The tamales can be steamed as they are, or tied to make them more secure or to dress them up. To make ties, rip long, thin strips off one or two corn husks. Then place a strip of corn husk under the tamale, wrap it around the middle (making sure that you have some of the tail underneath) and tie securely.
Steam the tamales
Fill a deep 8-quart pot with a pasta insert with enough water to reach just below the insert. Without the insert in place, cover and bring to a boil over high heat. Have ready a kettle or pot of almost boiling water to add if the water gets low. Arrange the tamales upright (open end up) in the insert, leaving room for the steam to circulate. Fit the insert into the pot over the boiling water. Use he extra husks to cover the tamales (this helps concentrate the heat). Cover the pot with a lid. Steam for 1 to 1-1/2 hours, adjusting the heat as needed to keep the water just boiling. Check the water level frequently and add more as needed to keep the pot from going dry.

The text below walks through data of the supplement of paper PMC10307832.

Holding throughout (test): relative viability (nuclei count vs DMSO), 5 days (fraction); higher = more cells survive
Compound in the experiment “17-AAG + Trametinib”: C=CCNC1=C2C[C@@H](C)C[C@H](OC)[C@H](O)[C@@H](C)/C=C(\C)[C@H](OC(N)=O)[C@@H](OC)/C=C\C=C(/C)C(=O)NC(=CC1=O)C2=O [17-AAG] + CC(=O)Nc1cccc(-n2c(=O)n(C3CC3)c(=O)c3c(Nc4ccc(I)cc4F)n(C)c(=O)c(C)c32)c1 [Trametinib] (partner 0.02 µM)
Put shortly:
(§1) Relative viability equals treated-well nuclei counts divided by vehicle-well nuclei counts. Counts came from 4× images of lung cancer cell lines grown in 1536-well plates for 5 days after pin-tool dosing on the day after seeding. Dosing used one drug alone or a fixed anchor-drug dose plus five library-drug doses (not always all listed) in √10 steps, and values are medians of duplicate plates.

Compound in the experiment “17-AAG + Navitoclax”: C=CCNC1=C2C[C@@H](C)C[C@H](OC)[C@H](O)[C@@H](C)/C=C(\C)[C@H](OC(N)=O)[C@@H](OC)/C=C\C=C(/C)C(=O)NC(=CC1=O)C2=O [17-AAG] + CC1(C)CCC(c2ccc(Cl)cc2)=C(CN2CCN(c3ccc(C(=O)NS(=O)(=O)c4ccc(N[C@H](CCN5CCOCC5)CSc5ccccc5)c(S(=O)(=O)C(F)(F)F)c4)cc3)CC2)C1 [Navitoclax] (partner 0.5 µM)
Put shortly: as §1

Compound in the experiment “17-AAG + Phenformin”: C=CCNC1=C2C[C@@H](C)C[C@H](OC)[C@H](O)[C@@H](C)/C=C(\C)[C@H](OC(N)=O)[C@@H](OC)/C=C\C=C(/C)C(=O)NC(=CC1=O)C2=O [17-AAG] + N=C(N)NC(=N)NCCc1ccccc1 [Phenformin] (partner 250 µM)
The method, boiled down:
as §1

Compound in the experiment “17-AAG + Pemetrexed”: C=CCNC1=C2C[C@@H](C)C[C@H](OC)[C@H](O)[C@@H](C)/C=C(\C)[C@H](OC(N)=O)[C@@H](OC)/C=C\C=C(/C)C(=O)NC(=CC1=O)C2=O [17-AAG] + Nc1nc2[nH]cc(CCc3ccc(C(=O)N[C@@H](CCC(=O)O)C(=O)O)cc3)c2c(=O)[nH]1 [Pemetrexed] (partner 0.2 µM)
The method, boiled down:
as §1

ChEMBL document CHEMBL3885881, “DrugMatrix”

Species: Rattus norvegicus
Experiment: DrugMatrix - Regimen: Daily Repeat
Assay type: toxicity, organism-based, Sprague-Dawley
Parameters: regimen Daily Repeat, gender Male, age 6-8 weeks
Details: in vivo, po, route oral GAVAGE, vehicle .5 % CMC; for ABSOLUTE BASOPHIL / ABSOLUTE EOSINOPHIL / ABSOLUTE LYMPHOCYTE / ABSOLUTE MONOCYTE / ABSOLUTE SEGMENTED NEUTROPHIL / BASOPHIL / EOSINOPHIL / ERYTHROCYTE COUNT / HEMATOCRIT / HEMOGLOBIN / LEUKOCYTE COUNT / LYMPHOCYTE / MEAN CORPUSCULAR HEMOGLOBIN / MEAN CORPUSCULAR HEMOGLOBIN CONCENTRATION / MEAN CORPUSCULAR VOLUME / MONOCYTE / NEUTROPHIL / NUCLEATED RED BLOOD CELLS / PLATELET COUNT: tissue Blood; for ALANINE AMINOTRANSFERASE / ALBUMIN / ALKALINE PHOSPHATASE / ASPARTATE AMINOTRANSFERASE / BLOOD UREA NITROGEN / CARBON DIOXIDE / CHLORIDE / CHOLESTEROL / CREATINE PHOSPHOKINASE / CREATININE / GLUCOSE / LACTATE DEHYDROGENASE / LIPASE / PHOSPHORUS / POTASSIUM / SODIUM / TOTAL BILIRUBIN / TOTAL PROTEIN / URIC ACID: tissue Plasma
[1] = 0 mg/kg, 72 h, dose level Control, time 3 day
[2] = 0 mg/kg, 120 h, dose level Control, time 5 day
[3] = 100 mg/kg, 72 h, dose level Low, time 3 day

To test for doneness, quickly remove a tamale and replace the lid on the pot to continue the cooking. Put the tamale on the counter for a few minutes and then carefully unwrap it. If ready, the masa should be set and will pull away from the wrapper easily.
Let the tamales rest for 5 to 10 minutes before serving to allow the masa to firm up. For softer tamales, let them rest in the pot with the heat off and the lid and extra leaves removed. For firmer tamales, let them rest out of the pot, covered with a cloth.
Serve the tamales in their wrappers with extra sauce passed on the side, and have diners unwrap them just before eating. Once unwrapped, they cool quickly.